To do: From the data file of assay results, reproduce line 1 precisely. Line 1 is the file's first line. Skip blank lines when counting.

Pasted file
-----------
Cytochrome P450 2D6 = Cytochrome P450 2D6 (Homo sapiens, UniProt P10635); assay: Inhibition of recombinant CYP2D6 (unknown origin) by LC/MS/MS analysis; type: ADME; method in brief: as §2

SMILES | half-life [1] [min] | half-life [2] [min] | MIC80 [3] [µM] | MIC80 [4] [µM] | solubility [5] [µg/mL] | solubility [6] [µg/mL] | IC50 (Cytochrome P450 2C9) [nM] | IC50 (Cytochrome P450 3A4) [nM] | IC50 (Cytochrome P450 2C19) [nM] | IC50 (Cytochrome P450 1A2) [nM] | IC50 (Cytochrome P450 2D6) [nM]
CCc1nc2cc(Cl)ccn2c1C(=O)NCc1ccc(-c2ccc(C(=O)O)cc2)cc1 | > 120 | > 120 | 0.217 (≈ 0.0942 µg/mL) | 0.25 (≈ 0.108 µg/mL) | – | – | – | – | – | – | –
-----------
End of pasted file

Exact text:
Cytochrome P450 2D6 = Cytochrome P450 2D6 (Homo sapiens, UniProt P10635); assay: Inhibition of recombinant CYP2D6 (unknown origin) by LC/MS/MS analysis; type: ADME; method in brief: as §2